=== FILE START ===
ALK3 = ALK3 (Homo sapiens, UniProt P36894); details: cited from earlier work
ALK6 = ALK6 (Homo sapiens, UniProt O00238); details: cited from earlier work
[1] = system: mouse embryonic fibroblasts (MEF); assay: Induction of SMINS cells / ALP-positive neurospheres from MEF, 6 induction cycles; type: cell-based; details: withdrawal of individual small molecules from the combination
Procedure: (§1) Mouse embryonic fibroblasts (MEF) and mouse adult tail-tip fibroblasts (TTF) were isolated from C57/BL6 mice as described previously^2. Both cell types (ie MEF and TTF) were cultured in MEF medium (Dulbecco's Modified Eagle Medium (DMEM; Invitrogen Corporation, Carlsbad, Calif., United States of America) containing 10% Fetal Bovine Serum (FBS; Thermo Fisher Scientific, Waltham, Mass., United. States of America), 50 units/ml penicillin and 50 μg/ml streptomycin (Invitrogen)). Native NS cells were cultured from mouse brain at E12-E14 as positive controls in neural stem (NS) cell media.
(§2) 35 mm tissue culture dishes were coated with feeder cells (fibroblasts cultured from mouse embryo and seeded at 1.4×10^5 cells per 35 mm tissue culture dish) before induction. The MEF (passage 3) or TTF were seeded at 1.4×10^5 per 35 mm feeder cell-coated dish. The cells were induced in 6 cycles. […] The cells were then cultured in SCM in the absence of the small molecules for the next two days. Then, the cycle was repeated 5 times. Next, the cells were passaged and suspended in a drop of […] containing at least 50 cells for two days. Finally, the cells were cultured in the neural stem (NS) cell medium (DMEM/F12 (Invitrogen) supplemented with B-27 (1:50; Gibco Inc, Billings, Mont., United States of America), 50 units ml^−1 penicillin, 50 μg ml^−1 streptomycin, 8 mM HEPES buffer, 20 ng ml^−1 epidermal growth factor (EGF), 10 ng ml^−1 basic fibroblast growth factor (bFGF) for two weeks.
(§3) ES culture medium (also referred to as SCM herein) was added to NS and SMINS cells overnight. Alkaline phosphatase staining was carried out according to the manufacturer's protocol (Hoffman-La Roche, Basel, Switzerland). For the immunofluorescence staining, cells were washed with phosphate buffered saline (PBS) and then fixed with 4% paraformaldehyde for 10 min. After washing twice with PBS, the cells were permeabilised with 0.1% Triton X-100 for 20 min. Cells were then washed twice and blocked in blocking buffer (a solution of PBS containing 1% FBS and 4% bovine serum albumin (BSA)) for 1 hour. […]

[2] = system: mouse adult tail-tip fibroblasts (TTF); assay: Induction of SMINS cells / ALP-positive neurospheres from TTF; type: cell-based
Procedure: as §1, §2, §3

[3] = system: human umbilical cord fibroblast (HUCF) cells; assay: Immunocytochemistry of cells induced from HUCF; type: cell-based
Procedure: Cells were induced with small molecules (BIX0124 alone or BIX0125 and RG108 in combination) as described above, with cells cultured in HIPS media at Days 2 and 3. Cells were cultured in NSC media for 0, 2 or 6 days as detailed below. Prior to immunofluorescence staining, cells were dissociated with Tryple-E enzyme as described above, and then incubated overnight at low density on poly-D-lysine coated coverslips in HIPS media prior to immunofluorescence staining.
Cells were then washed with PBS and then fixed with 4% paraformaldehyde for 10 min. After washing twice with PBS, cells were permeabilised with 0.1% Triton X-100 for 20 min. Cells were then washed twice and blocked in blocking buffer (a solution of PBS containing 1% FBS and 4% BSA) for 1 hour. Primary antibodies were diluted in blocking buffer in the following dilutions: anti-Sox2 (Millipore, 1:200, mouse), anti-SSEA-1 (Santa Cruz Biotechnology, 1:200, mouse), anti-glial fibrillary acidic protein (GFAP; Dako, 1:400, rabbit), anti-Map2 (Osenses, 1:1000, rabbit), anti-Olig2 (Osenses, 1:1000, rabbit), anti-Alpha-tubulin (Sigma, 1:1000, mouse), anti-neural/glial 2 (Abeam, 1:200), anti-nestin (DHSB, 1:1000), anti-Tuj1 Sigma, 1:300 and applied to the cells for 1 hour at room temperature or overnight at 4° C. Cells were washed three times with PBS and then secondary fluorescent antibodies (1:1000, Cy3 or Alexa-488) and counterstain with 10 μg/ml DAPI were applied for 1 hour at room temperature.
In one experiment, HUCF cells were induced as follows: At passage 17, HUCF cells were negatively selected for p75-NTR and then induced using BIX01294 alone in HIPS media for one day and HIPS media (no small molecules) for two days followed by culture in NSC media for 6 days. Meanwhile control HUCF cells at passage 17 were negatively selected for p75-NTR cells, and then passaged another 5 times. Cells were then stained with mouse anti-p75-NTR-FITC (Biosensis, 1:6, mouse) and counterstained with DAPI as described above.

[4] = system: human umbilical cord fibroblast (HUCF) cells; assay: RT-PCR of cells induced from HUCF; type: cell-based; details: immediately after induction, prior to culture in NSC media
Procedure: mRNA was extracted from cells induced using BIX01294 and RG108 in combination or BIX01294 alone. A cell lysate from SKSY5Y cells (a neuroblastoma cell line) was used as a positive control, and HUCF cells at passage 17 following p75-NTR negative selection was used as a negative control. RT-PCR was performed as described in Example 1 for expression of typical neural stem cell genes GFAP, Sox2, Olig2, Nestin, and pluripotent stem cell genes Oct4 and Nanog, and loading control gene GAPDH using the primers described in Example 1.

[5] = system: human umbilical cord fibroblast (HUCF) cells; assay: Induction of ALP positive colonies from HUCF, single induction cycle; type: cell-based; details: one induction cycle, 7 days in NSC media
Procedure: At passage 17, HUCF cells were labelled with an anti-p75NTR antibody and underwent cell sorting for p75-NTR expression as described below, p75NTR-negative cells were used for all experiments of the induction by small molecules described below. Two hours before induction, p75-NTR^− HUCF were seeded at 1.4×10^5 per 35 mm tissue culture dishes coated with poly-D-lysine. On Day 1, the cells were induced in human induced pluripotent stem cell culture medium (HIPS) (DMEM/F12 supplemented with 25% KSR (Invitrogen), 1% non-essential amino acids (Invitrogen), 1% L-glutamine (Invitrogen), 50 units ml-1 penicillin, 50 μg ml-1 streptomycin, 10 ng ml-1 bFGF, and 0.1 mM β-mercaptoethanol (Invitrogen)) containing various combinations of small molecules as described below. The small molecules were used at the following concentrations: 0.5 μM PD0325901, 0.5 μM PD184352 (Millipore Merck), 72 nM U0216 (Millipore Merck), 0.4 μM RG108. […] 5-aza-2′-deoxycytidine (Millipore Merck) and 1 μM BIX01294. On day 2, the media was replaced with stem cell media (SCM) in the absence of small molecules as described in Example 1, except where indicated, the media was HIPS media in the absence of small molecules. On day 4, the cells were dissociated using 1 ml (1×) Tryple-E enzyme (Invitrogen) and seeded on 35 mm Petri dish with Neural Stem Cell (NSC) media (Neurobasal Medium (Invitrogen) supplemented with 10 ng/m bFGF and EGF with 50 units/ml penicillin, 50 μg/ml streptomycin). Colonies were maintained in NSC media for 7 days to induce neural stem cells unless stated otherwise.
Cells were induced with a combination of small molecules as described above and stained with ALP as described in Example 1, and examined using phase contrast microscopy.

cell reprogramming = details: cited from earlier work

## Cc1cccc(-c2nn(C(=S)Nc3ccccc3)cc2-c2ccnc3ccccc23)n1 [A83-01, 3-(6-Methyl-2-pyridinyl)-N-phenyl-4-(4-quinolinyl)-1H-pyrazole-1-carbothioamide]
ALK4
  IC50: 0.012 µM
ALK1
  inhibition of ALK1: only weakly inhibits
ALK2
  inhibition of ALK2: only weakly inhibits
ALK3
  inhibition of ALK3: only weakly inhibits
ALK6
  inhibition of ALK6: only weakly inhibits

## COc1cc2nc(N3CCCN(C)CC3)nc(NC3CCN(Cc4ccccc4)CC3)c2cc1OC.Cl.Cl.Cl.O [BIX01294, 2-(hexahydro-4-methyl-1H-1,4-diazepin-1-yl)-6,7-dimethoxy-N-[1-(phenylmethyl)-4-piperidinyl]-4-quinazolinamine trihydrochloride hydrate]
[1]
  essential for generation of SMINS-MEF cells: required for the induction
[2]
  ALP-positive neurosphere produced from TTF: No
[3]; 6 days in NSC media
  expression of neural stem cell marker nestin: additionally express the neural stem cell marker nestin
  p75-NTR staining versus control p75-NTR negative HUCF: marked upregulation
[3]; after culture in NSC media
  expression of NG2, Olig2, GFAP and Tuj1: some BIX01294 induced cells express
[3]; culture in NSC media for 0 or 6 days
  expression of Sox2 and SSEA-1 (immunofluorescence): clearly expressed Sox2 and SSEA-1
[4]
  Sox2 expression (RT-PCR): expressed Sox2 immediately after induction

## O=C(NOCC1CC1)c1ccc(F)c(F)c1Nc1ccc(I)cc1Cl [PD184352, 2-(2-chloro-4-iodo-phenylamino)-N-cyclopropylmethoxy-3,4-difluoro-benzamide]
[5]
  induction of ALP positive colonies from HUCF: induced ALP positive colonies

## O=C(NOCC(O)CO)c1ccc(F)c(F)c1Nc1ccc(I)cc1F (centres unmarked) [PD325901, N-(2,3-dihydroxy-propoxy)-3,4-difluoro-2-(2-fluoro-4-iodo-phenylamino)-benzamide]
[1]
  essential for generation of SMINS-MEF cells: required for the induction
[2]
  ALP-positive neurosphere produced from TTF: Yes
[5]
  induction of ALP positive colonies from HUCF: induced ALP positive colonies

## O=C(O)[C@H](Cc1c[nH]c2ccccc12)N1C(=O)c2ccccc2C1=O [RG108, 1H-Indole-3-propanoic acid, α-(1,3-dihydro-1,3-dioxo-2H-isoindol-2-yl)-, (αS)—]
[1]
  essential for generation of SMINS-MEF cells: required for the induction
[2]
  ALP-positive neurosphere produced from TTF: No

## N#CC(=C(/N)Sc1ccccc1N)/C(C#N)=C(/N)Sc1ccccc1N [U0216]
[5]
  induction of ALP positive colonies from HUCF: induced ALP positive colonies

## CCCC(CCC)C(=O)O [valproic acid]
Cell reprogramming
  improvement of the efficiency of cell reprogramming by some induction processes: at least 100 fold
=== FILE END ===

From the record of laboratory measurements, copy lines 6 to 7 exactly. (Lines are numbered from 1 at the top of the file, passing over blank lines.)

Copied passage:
(§3) ES culture medium (also referred to as SCM herein) was added to NS and SMINS cells overnight. Alkaline phosphatase staining was carried out according to the manufacturer's protocol (Hoffman-La Roche, Basel, Switzerland). For the immunofluorescence staining, cells were washed with phosphate buffered saline (PBS) and then fixed with 4% paraformaldehyde for 10 min. After washing twice with PBS, the cells were permeabilised with 0.1% Triton X-100 for 20 min. Cells were then washed twice and blocked in blocking buffer (a solution of PBS containing 1% FBS and 4% bovine serum albumin (BSA)) for 1 hour. […]

[2] = system: mouse adult tail-tip fibroblasts (TTF); assay: Induction of SMINS cells / ALP-positive neurospheres from TTF; type: cell-based